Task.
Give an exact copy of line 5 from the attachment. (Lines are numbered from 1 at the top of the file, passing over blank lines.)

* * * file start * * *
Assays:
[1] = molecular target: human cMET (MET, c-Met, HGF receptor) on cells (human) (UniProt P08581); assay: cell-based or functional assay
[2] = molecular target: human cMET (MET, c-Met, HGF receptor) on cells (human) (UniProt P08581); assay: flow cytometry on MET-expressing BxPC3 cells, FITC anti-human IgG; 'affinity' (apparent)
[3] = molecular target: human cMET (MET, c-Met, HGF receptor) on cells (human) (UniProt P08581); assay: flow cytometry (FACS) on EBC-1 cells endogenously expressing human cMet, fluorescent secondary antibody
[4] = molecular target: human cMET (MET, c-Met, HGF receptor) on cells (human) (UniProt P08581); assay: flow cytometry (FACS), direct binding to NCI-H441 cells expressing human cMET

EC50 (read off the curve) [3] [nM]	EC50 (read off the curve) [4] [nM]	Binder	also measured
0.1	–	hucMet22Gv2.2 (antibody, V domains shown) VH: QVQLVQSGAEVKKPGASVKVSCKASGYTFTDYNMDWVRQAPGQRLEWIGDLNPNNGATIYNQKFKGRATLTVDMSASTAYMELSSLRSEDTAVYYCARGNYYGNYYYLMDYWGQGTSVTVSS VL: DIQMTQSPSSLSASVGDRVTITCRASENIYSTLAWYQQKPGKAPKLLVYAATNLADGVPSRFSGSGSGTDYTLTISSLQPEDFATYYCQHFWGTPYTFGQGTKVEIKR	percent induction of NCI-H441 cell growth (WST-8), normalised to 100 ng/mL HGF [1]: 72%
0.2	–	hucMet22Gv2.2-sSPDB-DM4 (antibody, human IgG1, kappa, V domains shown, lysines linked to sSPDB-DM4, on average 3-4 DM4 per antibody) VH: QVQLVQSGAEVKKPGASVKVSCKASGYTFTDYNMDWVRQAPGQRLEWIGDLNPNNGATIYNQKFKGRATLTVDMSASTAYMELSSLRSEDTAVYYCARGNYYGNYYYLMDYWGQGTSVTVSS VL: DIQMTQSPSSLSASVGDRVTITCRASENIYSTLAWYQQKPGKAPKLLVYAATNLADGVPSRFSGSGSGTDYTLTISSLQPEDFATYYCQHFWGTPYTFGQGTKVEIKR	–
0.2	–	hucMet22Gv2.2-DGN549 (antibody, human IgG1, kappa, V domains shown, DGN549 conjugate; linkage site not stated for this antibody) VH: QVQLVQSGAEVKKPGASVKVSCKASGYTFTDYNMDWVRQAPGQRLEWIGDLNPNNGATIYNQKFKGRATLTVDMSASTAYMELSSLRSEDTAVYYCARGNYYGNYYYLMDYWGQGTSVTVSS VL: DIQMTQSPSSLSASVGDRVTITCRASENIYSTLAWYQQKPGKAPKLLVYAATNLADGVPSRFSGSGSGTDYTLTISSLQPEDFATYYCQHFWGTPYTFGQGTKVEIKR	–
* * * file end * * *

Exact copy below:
[4] = molecular target: human cMET (MET, c-Met, HGF receptor) on cells (human) (UniProt P08581); assay: flow cytometry (FACS), direct binding to NCI-H441 cells expressing human cMET